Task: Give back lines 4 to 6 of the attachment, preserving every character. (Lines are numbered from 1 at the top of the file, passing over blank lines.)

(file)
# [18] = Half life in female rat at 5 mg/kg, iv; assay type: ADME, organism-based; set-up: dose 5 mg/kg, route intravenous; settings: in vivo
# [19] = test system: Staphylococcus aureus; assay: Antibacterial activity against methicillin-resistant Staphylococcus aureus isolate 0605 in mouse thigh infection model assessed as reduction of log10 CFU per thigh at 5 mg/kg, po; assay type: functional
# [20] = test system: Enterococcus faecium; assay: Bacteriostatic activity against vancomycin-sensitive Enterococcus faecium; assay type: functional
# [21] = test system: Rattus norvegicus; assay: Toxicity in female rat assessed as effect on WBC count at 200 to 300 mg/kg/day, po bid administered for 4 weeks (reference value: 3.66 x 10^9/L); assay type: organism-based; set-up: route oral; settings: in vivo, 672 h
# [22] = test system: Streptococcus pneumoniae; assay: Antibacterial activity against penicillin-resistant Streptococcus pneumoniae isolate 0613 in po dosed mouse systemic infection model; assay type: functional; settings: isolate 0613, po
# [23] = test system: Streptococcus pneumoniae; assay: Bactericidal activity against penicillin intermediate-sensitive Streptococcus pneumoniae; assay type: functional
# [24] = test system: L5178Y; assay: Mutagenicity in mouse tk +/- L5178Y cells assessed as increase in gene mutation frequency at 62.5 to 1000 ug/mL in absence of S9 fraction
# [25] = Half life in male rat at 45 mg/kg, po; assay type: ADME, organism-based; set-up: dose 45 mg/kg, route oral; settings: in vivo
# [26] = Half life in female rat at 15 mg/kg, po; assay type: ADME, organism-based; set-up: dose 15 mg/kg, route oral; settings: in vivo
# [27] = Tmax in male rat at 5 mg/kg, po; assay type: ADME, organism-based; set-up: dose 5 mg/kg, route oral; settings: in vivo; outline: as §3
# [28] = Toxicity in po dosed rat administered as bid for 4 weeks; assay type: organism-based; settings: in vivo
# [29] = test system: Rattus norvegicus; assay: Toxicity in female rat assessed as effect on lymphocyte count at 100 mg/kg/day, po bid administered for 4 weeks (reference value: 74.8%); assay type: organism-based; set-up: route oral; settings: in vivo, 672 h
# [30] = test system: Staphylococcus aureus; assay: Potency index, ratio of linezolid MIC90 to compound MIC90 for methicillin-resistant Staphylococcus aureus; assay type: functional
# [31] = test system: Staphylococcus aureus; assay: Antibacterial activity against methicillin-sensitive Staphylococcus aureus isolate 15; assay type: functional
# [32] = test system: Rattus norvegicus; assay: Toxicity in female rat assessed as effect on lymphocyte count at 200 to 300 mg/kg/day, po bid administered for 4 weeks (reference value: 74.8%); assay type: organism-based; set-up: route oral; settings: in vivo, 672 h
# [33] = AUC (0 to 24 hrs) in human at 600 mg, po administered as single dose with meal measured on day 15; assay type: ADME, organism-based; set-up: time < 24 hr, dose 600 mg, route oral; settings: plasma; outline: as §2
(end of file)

# [21] = test system: Rattus norvegicus; assay: Toxicity in female rat assessed as effect on WBC count at 200 to 300 mg/kg/day, po bid administered for 4 weeks (reference value: 3.66 x 10^9/L); assay type: organism-based; set-up: route oral; settings: in vivo, 672 h
# [22] = test system: Streptococcus pneumoniae; assay: Antibacterial activity against penicillin-resistant Streptococcus pneumoniae isolate 0613 in po dosed mouse systemic infection model; assay type: functional; settings: isolate 0613, po
# [23] = test system: Streptococcus pneumoniae; assay: Bactericidal activity against penicillin intermediate-sensitive Streptococcus pneumoniae; assay type: functional